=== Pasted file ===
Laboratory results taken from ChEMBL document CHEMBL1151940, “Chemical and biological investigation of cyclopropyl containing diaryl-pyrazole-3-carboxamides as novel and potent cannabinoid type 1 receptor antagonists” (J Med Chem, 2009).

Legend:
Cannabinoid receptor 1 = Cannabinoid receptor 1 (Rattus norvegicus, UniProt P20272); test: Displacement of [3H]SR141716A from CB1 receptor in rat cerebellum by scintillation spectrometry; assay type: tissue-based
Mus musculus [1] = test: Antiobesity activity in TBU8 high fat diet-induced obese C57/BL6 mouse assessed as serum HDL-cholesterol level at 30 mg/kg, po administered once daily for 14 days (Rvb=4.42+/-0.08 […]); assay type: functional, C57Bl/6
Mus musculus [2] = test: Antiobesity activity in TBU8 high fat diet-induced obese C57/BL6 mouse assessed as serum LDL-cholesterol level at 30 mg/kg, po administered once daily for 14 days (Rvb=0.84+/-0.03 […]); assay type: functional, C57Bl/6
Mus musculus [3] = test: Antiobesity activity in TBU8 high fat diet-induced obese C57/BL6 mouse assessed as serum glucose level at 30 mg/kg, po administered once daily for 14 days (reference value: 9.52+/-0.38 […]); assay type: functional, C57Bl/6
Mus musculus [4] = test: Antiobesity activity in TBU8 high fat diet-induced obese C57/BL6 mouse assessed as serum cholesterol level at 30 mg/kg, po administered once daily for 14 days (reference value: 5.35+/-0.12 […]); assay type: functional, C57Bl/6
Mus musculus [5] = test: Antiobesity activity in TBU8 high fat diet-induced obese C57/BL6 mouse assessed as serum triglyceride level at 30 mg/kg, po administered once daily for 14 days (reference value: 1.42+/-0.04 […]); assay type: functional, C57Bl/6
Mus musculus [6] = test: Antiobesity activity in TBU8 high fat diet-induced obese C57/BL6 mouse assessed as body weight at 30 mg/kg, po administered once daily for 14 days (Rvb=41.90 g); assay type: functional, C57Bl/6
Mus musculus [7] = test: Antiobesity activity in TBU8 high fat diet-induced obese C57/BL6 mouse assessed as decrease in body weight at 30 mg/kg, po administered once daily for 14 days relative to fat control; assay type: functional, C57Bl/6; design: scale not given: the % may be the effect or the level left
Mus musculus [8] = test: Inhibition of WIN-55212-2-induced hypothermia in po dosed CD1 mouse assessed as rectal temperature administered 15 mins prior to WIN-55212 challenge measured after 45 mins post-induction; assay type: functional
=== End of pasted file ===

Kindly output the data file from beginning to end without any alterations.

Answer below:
Laboratory results taken from ChEMBL document CHEMBL1151940, “Chemical and biological investigation of cyclopropyl containing diaryl-pyrazole-3-carboxamides as novel and potent cannabinoid type 1 receptor antagonists” (J Med Chem, 2009).

Legend:
Cannabinoid receptor 1 = Cannabinoid receptor 1 (Rattus norvegicus, UniProt P20272); test: Displacement of [3H]SR141716A from CB1 receptor in rat cerebellum by scintillation spectrometry; assay type: tissue-based
Mus musculus [1] = test: Antiobesity activity in TBU8 high fat diet-induced obese C57/BL6 mouse assessed as serum HDL-cholesterol level at 30 mg/kg, po administered once daily for 14 days (Rvb=4.42+/-0.08 […]); assay type: functional, C57Bl/6
Mus musculus [2] = test: Antiobesity activity in TBU8 high fat diet-induced obese C57/BL6 mouse assessed as serum LDL-cholesterol level at 30 mg/kg, po administered once daily for 14 days (Rvb=0.84+/-0.03 […]); assay type: functional, C57Bl/6
Mus musculus [3] = test: Antiobesity activity in TBU8 high fat diet-induced obese C57/BL6 mouse assessed as serum glucose level at 30 mg/kg, po administered once daily for 14 days (reference value: 9.52+/-0.38 […]); assay type: functional, C57Bl/6
Mus musculus [4] = test: Antiobesity activity in TBU8 high fat diet-induced obese C57/BL6 mouse assessed as serum cholesterol level at 30 mg/kg, po administered once daily for 14 days (reference value: 5.35+/-0.12 […]); assay type: functional, C57Bl/6
Mus musculus [5] = test: Antiobesity activity in TBU8 high fat diet-induced obese C57/BL6 mouse assessed as serum triglyceride level at 30 mg/kg, po administered once daily for 14 days (reference value: 1.42+/-0.04 […]); assay type: functional, C57Bl/6
Mus musculus [6] = test: Antiobesity activity in TBU8 high fat diet-induced obese C57/BL6 mouse assessed as body weight at 30 mg/kg, po administered once daily for 14 days (Rvb=41.90 g); assay type: functional, C57Bl/6
Mus musculus [7] = test: Antiobesity activity in TBU8 high fat diet-induced obese C57/BL6 mouse assessed as decrease in body weight at 30 mg/kg, po administered once daily for 14 days relative to fat control; assay type: functional, C57Bl/6; design: scale not given: the % may be the effect or the level left
Mus musculus [8] = test: Inhibition of WIN-55212-2-induced hypothermia in po dosed CD1 mouse assessed as rectal temperature administered 15 mins prior to WIN-55212 challenge measured after 45 mins post-induction; assay type: functional